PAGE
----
Still the color reproduction is much better and it uses less power (this is an MP3 player, any power savings will be welcomed). The use of AMOLED in portable electronics can help shave off some thickness or use the extra space for a bigger battery.

By omnicronx on 4/21/2009 12:28:17 PM , Rating: 2
But in portable electronics, the only fallback of using PMOLED's is the slightly higher power usage compared to AMOLED's. PMOLED's are still far cheaper to produce, and are already suitable for small screen devices. Not to mention the amazing color reproduction.

The future of OLED technology is in PMOLED's, AMOLED's will merely be a bandaid fix between the two until PMOLED technology is improved. I still do not think the benefits of AMOLED's outweigh the disadvantages when compared to normal LCD displays.
PMOLED's also still have a lower power usage and smaller form factor than LCD TFT displays, but a vastly superior image compared to both LCD and AMOLED's. PMOLED's are perfectly viewable outside, AMOLED's are better than LCD's but still very much sim dim in the sunlight.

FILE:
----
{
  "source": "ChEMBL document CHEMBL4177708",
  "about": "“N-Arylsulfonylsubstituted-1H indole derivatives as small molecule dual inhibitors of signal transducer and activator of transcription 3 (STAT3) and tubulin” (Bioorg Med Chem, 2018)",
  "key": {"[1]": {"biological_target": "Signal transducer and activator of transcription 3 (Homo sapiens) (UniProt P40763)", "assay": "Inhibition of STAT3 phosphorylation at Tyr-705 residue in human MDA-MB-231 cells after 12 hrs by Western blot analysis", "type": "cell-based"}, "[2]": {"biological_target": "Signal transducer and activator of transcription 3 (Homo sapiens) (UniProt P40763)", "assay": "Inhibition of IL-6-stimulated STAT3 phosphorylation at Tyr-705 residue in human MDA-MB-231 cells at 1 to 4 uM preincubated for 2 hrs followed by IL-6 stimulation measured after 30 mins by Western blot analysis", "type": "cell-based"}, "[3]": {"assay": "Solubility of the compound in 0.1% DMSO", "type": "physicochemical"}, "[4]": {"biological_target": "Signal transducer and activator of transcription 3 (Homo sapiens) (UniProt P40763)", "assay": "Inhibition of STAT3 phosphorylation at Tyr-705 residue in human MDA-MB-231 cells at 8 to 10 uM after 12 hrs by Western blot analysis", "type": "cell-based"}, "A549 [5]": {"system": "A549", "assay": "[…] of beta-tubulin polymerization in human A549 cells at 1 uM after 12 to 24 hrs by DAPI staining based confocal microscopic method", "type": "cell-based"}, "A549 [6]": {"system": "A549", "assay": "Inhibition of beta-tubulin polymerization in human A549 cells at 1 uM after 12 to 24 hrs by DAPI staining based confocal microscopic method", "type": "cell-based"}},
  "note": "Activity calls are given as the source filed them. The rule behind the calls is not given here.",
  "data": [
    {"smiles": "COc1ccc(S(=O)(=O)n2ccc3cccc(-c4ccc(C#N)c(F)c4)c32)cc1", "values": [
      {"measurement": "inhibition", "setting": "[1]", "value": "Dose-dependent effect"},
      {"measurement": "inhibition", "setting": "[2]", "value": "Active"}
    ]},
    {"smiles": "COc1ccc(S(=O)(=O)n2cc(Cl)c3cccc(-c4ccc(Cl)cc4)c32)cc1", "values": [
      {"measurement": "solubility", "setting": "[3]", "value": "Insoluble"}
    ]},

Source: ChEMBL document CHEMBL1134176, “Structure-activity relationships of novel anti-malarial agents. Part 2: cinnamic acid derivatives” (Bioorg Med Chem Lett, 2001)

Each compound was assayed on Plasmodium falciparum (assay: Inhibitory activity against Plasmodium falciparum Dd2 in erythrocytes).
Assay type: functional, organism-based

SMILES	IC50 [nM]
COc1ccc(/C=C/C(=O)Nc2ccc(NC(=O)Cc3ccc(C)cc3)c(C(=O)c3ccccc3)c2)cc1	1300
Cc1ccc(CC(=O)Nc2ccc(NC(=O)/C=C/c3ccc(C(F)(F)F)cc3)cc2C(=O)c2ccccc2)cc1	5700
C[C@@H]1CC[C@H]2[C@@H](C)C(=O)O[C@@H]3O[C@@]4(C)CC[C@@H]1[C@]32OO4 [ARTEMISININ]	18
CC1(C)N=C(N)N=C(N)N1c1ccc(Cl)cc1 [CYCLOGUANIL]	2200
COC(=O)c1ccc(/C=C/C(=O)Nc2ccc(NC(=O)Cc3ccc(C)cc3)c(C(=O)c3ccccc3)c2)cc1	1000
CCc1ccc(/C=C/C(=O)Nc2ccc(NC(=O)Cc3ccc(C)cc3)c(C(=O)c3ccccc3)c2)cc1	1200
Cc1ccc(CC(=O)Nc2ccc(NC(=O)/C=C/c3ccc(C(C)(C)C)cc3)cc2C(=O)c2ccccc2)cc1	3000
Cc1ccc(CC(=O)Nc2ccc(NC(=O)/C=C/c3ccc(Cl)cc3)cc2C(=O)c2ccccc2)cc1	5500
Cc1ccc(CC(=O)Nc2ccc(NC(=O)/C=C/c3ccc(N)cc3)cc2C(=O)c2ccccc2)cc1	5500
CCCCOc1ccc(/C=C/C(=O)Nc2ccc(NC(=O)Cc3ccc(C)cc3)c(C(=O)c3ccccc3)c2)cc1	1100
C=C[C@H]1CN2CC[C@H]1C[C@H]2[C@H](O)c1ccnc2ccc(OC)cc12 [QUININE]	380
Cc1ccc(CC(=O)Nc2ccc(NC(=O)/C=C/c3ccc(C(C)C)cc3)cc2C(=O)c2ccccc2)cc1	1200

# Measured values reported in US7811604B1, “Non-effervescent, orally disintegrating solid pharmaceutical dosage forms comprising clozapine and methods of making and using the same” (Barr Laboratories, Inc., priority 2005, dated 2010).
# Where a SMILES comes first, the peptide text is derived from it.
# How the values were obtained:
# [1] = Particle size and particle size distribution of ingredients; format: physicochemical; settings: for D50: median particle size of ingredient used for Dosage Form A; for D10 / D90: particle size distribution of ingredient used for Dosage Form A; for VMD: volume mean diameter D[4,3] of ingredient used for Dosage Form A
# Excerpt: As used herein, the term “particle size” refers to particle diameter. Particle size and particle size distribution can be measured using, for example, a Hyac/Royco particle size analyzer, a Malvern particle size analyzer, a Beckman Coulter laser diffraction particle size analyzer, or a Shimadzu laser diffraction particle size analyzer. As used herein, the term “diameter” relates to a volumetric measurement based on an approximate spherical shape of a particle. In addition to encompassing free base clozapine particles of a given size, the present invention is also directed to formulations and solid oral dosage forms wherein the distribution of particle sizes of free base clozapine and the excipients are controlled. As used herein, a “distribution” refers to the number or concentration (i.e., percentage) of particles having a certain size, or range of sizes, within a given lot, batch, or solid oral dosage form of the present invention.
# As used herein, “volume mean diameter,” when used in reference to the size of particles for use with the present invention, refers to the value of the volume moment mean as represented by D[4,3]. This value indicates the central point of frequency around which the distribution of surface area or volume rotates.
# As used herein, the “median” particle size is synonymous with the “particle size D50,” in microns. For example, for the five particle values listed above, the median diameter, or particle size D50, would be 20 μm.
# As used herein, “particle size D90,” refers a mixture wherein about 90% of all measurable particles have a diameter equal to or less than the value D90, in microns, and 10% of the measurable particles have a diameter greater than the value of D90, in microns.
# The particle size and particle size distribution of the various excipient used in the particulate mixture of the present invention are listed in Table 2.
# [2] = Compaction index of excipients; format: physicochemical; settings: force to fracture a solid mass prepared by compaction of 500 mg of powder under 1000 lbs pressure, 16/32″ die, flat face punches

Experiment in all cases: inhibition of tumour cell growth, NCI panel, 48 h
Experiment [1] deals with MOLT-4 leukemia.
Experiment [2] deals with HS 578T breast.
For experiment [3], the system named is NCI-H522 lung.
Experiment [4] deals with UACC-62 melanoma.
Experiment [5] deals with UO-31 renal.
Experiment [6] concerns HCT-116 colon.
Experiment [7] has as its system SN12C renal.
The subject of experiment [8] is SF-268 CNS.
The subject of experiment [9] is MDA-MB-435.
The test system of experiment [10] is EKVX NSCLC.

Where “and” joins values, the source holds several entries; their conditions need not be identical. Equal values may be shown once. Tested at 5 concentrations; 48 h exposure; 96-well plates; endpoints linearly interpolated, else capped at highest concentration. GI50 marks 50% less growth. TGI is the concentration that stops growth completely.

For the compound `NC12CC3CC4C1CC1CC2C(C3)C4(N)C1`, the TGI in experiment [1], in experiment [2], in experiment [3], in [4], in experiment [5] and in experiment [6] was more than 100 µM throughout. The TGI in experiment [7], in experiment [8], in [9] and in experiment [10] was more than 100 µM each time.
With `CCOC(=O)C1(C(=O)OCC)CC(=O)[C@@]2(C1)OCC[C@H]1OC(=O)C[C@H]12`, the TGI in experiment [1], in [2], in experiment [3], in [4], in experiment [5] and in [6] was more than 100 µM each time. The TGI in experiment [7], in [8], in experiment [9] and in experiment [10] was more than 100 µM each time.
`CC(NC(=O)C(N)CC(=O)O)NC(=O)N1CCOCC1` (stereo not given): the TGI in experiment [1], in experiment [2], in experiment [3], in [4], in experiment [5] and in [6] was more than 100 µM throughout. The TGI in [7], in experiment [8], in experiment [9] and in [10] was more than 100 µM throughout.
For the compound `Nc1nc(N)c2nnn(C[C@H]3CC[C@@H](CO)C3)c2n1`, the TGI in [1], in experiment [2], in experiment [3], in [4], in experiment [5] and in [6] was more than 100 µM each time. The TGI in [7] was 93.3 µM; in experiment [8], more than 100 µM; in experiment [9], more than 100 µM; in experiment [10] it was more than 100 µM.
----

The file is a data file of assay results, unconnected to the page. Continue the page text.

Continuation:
AMOLED's are just too expensive, it makes no sense for makers to move from the tried tested and proven LCD. There margins just won't be high enough, resulting in only an advantage for the consumer. This is not exactly a good reason for manufacturers to make the switch, losing money to make the a few consumers happy, when 95% of consumers were happy with LCD's does not make much sense.

By sprockkets on 4/21/2009 12:56:53 PM , Rating: 2
Not sure whether the first gen screens were PM or AM, but the first gen screens that were not AM sucked in refresh rates or from ghosting. If they were PM, then I'd rather have AM.

Or if it was simply neither, fine.

By omnicronx on 4/21/2009 1:03:26 PM , Rating: 2
They were PM, right now AM boasts quicker refresh times. That being said, this is expected to change by the time OLED's become mainstream. AMOLED's are just too expensive, plain and simple, they will not be the replacement for LCD's.